Of course, earplugs live and die by how much noise they let in when and where they’re used. What good are earplugs that don’t actually… block out the racket you’re trying to avoid?

Here I’ll break down Loop Switch’s different modes and how well they work.

Quiet Mode – 25 dB (SNR)

Loop Switch’s Quiet Mode is fantastic. I regularly use it as a way of blocking out everything, burying myself in my own little world, and having some well-deserved “Me Time” (or building a “Focus Space” to work undistracted). While the sound-blocking technology in the Loop Switch is fantastic, they are still a little bulkier than the regular Loop Quiet products. As a result, they may not be the most comfortable set of earplugs to sleep with. If you’re looking for earplugs specifically to block out all noise at night, the Loop Quiet’s rubbery texture would better suit your needs. But, on the go, or in your own space, Switch’s Quiet mode is flawless.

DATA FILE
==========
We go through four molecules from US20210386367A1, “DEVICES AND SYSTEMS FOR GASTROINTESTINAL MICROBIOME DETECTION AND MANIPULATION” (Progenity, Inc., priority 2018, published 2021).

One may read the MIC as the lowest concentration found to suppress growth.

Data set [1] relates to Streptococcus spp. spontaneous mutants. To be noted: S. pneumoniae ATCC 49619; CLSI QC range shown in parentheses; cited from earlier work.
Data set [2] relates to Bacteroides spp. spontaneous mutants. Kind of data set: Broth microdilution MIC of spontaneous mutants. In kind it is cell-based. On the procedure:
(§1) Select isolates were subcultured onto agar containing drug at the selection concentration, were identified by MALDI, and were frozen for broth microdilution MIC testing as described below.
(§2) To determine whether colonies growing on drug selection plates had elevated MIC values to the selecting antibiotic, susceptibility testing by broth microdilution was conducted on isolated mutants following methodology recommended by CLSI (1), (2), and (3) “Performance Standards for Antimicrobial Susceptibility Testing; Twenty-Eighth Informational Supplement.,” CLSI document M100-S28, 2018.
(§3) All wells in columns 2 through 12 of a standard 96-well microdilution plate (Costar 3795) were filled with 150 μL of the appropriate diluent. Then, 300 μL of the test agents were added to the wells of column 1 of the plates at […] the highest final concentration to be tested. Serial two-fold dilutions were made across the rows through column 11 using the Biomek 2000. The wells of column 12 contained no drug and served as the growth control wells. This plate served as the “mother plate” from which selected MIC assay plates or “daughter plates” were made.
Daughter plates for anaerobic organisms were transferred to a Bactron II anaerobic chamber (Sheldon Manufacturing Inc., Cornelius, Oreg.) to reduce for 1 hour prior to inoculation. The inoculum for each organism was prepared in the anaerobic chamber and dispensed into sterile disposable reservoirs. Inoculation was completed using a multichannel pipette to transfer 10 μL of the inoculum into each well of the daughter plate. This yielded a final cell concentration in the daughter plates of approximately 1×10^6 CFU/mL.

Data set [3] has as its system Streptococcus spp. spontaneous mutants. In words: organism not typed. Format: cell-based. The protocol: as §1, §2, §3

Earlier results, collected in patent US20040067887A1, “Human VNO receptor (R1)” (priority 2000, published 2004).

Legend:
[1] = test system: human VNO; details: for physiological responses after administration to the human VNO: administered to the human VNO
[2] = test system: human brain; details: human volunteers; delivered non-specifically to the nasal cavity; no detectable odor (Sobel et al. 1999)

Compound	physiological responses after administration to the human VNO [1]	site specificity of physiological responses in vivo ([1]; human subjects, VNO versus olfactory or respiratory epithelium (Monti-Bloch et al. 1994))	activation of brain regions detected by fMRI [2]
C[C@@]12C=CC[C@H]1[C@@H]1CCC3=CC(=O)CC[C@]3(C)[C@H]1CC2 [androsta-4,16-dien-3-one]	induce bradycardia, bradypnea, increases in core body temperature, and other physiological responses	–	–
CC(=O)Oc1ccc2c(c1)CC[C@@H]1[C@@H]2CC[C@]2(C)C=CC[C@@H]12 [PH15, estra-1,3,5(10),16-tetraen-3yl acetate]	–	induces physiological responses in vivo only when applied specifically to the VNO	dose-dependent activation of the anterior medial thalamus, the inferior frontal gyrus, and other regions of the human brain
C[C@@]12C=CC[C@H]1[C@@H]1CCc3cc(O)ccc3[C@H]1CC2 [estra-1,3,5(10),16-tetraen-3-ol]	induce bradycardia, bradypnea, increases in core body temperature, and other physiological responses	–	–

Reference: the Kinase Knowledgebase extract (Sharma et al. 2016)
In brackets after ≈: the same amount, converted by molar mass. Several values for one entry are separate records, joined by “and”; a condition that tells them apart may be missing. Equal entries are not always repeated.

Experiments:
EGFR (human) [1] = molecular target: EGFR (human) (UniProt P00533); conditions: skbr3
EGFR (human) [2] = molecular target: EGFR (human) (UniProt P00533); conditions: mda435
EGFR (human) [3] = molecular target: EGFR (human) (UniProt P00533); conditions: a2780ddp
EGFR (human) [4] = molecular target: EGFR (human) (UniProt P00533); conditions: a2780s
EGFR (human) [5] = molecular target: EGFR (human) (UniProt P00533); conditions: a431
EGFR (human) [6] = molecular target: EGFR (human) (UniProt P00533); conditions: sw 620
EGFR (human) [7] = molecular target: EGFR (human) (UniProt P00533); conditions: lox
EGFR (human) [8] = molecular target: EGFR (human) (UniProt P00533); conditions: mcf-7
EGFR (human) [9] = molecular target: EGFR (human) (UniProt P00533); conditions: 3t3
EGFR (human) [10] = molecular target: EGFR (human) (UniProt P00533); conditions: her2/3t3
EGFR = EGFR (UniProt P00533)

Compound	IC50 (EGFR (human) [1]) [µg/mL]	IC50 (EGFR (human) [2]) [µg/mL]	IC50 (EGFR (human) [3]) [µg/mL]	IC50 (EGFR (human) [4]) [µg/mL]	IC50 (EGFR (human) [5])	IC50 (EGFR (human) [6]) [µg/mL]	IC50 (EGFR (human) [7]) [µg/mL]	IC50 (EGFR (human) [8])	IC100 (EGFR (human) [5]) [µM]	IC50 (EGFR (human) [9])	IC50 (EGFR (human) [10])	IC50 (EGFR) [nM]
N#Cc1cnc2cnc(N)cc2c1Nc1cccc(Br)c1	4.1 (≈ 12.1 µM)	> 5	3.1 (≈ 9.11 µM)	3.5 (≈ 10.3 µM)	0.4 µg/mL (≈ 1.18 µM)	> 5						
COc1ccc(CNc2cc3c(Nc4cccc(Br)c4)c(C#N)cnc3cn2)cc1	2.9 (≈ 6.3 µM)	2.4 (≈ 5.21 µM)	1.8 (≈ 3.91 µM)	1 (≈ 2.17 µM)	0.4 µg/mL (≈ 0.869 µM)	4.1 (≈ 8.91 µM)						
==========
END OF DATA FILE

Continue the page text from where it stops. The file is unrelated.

Experience Mode – 21 dB (SNR)

I’ve used the Experience Mode of my Loop Switches more than any other. While attending gigs, my first reaction now is to pop them in, Switch to Experience mode, and safely soak up the music. The Experience mode does a perfect job of both allowing enough of the sonic fidelity of the music into your eardrums while also blocking out some of the harsher splash that will ultimately damage your ears.

Engage Mode – 17 dB (SNR)

On those more sensitive days, Loop Switch’s Engage Mode is how you’ll be using these earplugs. They soften the blow of the day-to-day explosions of sound you might bump into on the street, at the coffee shop, travelling on public transport, and everywhere in between. The Engage Mode also, for me, did wonders for my social interactions. It became easier for me to focus on who was speaking at any given, time, and a bit of breathing room in my own head to respond in kind.